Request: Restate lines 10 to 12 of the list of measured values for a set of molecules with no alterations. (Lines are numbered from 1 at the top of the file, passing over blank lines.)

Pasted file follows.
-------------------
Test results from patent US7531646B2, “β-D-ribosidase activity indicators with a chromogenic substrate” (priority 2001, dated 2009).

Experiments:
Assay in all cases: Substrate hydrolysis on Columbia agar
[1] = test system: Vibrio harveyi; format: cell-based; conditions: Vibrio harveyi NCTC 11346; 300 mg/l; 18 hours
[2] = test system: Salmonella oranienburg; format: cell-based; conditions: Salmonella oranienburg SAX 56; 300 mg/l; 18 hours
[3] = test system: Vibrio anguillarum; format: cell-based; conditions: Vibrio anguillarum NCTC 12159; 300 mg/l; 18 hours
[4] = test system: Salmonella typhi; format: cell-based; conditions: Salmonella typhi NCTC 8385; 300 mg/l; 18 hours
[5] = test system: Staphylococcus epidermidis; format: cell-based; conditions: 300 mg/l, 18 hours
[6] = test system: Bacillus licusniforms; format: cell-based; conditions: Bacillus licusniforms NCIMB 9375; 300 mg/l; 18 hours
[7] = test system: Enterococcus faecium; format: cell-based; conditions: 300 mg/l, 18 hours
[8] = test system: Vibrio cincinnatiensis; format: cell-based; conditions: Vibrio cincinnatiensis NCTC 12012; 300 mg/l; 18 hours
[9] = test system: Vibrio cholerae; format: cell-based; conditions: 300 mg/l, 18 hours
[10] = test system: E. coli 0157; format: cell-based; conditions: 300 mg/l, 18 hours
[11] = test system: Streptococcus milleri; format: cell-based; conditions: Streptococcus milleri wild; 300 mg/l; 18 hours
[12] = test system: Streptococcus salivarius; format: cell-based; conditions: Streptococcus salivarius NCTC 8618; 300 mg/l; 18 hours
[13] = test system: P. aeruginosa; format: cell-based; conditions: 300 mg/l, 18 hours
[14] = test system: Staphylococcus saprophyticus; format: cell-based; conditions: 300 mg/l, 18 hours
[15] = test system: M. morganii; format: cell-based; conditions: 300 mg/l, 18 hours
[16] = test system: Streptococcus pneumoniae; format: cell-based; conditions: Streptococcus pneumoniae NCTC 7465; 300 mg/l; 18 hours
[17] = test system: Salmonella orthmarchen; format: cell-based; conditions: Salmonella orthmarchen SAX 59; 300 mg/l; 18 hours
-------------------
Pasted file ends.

[7] = test system: Enterococcus faecium; format: cell-based; conditions: 300 mg/l, 18 hours
[8] = test system: Vibrio cincinnatiensis; format: cell-based; conditions: Vibrio cincinnatiensis NCTC 12012; 300 mg/l; 18 hours
[9] = test system: Vibrio cholerae; format: cell-based; conditions: 300 mg/l, 18 hours